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National Religious Organizations Call for International Inquiry of Brutal Algerian Massacres

"It is imperative that we not become numb to the pain and suffering of others and turn our backs to those who need our help."

WASHINGTON, January 23, 1998 - Expressing "dismay and outrage" at the recent murders of thousands of innocent civilians in Algeria, an interfaith coalition of national religious organizations - including the Reform Jewish movement, U.S. Catholic Conference and National Council of Churches - called upon the U.S. government to encourage an international inquiry into the massacres and take a role in preventing any further killings.

In a letter this week to Secretary of State Madeleine Albright, they declared, "The U.S. and the international community cannot turn a blind eye to these massacres, but rather we must try to protect the innocent citizens who are suffering at the hands of the internal power struggle..." Drawing on shared religious values, they stated that "the Bible admonishes us that we cannot sit idly by the blood of our neighbors' and that because these killings have been done, at least in part, in the name of religion makes it even more imperative for us to speak out."

The joint letter was coordinated by the Religious Action Center of Reform Judaism and signed by the following additional organizations: U.S. Catholic Conference, National Council of Churches, United Synagogue of Conservative Judaism, Unitarian Universalist Association of Congregations, Church Women United, General Board of Church and Society, Seventh Day Adventist: International Religious Liberty Association, Presbyterian Church (USA), Church of the Brethren, and the Friends Committee on National Legislation.

The full text of the letter follows:

Dear Secretary Albright,

On behalf of the undersigned religious groups representing a diverse segment of the American population, we are writing to express our dismay and outrage at the recent massacres in Algeria.

As religious groups, we are particularly disturbed by the hundreds of killings which have occurred during the holy month of Ramadan, beginning on December 30, 1997. Each subsequent day brings horrifying accounts of massacres, including the slaughter of over 100 people yesterday while praying in a mosque. In the six years since the Algerian military canceled elections, over 75,000 innocent people have been mutilated, tortured and killed as the Islamic fundamentalists have tried to gain power from the secular, military government. As Americans, and as people of faith, we cannot remain silent. That these killings have been done, at least in part, in the name of religion makes it even more imperative for us to speak out.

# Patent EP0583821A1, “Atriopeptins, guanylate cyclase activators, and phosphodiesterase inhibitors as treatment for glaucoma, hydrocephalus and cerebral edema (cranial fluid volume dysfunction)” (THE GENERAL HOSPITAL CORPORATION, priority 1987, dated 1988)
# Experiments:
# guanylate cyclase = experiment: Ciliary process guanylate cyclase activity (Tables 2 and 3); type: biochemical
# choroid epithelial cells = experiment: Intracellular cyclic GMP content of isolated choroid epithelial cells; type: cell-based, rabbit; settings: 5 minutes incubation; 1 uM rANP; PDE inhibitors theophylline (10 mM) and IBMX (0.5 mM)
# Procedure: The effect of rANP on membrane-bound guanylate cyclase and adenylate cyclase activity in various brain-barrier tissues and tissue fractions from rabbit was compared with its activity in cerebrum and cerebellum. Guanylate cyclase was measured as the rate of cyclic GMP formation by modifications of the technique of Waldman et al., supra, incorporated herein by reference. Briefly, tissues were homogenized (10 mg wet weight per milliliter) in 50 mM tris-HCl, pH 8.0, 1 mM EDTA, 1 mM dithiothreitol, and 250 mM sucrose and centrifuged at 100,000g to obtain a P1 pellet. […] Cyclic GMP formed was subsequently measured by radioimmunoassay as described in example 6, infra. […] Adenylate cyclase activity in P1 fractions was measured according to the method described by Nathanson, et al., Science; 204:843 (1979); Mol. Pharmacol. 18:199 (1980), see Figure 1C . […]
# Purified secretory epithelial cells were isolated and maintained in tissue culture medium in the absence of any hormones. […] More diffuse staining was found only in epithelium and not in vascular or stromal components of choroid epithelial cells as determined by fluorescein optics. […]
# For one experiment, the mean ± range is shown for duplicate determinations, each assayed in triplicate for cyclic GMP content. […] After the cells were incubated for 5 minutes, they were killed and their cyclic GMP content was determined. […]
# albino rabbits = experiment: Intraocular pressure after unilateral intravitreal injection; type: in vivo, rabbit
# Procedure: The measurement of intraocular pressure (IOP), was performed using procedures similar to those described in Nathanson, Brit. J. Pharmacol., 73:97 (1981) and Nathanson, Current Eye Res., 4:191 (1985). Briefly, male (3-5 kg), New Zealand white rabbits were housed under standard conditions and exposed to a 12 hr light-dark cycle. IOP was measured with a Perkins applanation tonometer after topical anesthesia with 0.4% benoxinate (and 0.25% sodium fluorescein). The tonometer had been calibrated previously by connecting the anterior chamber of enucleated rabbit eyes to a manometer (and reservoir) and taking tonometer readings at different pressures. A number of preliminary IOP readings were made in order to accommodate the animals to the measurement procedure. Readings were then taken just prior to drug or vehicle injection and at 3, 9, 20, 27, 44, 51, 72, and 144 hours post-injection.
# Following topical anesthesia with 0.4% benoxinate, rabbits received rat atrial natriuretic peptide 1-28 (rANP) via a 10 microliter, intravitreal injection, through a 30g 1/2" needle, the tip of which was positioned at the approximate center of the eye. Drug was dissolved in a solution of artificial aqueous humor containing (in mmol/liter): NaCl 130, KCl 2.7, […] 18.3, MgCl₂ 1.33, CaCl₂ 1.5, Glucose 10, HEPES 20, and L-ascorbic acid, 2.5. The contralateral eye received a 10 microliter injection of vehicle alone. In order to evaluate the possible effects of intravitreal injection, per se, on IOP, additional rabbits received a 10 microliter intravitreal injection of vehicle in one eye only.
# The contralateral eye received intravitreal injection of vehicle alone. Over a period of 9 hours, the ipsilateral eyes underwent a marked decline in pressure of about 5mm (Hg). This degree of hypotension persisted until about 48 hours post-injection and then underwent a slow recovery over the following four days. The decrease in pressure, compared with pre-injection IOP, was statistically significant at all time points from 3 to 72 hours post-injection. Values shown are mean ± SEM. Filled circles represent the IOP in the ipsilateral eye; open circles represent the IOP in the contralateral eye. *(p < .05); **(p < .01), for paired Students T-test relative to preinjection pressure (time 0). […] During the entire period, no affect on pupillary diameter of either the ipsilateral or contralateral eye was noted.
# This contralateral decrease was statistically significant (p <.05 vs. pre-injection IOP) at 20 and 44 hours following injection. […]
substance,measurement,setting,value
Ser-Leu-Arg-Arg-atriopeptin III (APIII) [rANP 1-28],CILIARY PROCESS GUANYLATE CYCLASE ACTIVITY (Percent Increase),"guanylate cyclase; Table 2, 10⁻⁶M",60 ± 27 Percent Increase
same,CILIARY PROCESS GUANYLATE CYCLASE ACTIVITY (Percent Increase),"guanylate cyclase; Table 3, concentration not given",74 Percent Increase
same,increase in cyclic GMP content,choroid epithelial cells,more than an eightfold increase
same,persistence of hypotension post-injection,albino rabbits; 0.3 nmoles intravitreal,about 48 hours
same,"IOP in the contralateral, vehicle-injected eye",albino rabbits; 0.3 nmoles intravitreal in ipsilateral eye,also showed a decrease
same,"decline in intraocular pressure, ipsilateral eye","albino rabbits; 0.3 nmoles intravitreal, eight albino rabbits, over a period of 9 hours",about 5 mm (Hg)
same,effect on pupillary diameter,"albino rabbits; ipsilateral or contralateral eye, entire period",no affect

Men, women and children live in fear in Algeria, hoping their government will put an end to this nightmare, and not enough is being done. The Algerian government has not effectively responded to the latest killings, and insists that only "residual violence" remains from the Islamic fundamentalists who oppose the secular government. While the facts are uncertain, it is clear that a thorough investigation is necessary to develop a strategy in order to end this violence. The government has recently made movement toward allowing an international inquiry into the violence, and we fully endorse this measure.

We support the Administration's efforts in encouraging outside observers to investigate the killings in Algeria, and we urge our government to continue this pressure. The Bible admonishes us that we cannot "sit idly by the blood of our neighbors" (Leviticus 19:16). The U.S. and the international community cannot turn a blind eye to these massacres, but rather we must try to protect the innocent citizens who are suffering at the hands of the internal power struggle between the current government and the Islamic fundamentalists, beginning at least with providing the kind of accurate information and attention that international observers can provide.

While the U.S. cannot be the only peacekeeper in the international sphere working to secure peace and the protection of human rights, it is imperative that we not become numb to the pain and suffering of others and turn our backs to those who need our help. History is replete with examples of the suffering that occurs when the world turns its back on evil. Let us, please, not allow that to happen again.

We stand ready to assist you in any way we can in responding to this urgent humanitarian crisis.



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